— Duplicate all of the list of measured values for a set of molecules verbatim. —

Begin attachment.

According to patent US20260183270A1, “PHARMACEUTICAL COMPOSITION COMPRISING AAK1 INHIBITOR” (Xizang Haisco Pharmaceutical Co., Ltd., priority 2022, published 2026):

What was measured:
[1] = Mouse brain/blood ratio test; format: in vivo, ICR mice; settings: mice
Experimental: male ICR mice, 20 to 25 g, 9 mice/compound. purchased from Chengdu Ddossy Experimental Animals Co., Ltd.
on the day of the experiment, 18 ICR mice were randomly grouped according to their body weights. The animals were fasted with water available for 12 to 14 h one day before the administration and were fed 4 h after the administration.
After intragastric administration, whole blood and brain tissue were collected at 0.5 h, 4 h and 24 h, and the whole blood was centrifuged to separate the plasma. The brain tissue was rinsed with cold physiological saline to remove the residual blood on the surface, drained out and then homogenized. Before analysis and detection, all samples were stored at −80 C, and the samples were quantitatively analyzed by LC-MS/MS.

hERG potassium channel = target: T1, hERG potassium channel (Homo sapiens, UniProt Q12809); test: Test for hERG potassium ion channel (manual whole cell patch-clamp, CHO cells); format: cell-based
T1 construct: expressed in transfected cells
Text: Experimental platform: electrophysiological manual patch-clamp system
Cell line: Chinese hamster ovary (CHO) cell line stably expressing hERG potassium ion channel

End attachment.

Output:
According to patent US20260183270A1, “PHARMACEUTICAL COMPOSITION COMPRISING AAK1 INHIBITOR” (Xizang Haisco Pharmaceutical Co., Ltd., priority 2022, published 2026):

What was measured:
[1] = Mouse brain/blood ratio test; format: in vivo, ICR mice; settings: mice
Experimental: male ICR mice, 20 to 25 g, 9 mice/compound. purchased from Chengdu Ddossy Experimental Animals Co., Ltd.
on the day of the experiment, 18 ICR mice were randomly grouped according to their body weights. The animals were fasted with water available for 12 to 14 h one day before the administration and were fed 4 h after the administration.
After intragastric administration, whole blood and brain tissue were collected at 0.5 h, 4 h and 24 h, and the whole blood was centrifuged to separate the plasma. The brain tissue was rinsed with cold physiological saline to remove the residual blood on the surface, drained out and then homogenized. Before analysis and detection, all samples were stored at −80 C, and the samples were quantitatively analyzed by LC-MS/MS.

hERG potassium channel = target: T1, hERG potassium channel (Homo sapiens, UniProt Q12809); test: Test for hERG potassium ion channel (manual whole cell patch-clamp, CHO cells); format: cell-based
T1 construct: expressed in transfected cells
Text: Experimental platform: electrophysiological manual patch-clamp system
Cell line: Chinese hamster ovary (CHO) cell line stably expressing hERG potassium ion channel